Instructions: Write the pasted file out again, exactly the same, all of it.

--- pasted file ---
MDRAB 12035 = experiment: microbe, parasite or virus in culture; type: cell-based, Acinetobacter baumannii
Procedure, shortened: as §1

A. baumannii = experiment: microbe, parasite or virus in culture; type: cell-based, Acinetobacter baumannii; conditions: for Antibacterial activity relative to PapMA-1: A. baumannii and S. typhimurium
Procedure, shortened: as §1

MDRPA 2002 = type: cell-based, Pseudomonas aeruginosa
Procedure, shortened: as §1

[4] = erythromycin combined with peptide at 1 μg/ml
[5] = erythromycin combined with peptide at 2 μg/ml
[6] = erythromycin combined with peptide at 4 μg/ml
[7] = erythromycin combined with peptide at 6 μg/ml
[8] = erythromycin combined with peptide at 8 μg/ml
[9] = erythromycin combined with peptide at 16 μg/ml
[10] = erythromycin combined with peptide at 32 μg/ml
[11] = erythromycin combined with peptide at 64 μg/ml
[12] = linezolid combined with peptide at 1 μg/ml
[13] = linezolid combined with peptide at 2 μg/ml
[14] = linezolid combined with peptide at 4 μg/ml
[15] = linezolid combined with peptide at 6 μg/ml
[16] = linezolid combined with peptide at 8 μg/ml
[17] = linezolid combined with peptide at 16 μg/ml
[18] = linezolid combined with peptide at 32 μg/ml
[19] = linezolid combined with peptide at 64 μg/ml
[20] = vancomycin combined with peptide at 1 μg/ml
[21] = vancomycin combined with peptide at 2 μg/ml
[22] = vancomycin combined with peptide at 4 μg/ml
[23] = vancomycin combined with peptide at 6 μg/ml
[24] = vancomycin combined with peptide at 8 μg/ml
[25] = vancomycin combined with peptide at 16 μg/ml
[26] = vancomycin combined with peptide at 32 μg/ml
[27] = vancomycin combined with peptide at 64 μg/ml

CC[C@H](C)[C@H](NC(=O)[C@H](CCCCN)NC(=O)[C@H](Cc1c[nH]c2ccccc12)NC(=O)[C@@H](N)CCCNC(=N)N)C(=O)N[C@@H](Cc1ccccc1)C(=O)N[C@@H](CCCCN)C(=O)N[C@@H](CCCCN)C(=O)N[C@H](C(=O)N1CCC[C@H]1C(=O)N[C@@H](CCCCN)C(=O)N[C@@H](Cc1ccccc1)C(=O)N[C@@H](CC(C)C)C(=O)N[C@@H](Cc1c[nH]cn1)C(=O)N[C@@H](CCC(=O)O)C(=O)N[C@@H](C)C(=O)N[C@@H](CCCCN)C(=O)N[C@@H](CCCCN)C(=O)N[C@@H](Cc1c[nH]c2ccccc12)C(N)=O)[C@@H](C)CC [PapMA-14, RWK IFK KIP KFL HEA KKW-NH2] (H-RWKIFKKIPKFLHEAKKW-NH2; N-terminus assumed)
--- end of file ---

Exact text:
MDRAB 12035 = experiment: microbe, parasite or virus in culture; type: cell-based, Acinetobacter baumannii
Procedure, shortened: as §1

A. baumannii = experiment: microbe, parasite or virus in culture; type: cell-based, Acinetobacter baumannii; conditions: for Antibacterial activity relative to PapMA-1: A. baumannii and S. typhimurium
Procedure, shortened: as §1

MDRPA 2002 = type: cell-based, Pseudomonas aeruginosa
Procedure, shortened: as §1

[4] = erythromycin combined with peptide at 1 μg/ml
[5] = erythromycin combined with peptide at 2 μg/ml
[6] = erythromycin combined with peptide at 4 μg/ml
[7] = erythromycin combined with peptide at 6 μg/ml
[8] = erythromycin combined with peptide at 8 μg/ml
[9] = erythromycin combined with peptide at 16 μg/ml
[10] = erythromycin combined with peptide at 32 μg/ml
[11] = erythromycin combined with peptide at 64 μg/ml
[12] = linezolid combined with peptide at 1 μg/ml
[13] = linezolid combined with peptide at 2 μg/ml
[14] = linezolid combined with peptide at 4 μg/ml
[15] = linezolid combined with peptide at 6 μg/ml
[16] = linezolid combined with peptide at 8 μg/ml
[17] = linezolid combined with peptide at 16 μg/ml
[18] = linezolid combined with peptide at 32 μg/ml
[19] = linezolid combined with peptide at 64 μg/ml
[20] = vancomycin combined with peptide at 1 μg/ml
[21] = vancomycin combined with peptide at 2 μg/ml
[22] = vancomycin combined with peptide at 4 μg/ml
[23] = vancomycin combined with peptide at 6 μg/ml
[24] = vancomycin combined with peptide at 8 μg/ml
[25] = vancomycin combined with peptide at 16 μg/ml
[26] = vancomycin combined with peptide at 32 μg/ml
[27] = vancomycin combined with peptide at 64 μg/ml

CC[C@H](C)[C@H](NC(=O)[C@H](CCCCN)NC(=O)[C@H](Cc1c[nH]c2ccccc12)NC(=O)[C@@H](N)CCCNC(=N)N)C(=O)N[C@@H](Cc1ccccc1)C(=O)N[C@@H](CCCCN)C(=O)N[C@@H](CCCCN)C(=O)N[C@H](C(=O)N1CCC[C@H]1C(=O)N[C@@H](CCCCN)C(=O)N[C@@H](Cc1ccccc1)C(=O)N[C@@H](CC(C)C)C(=O)N[C@@H](Cc1c[nH]cn1)C(=O)N[C@@H](CCC(=O)O)C(=O)N[C@@H](C)C(=O)N[C@@H](CCCCN)C(=O)N[C@@H](CCCCN)C(=O)N[C@@H](Cc1c[nH]c2ccccc12)C(N)=O)[C@@H](C)CC [PapMA-14, RWK IFK KIP KFL HEA KKW-NH2] (H-RWKIFKKIPKFLHEAKKW-NH2; N-terminus assumed)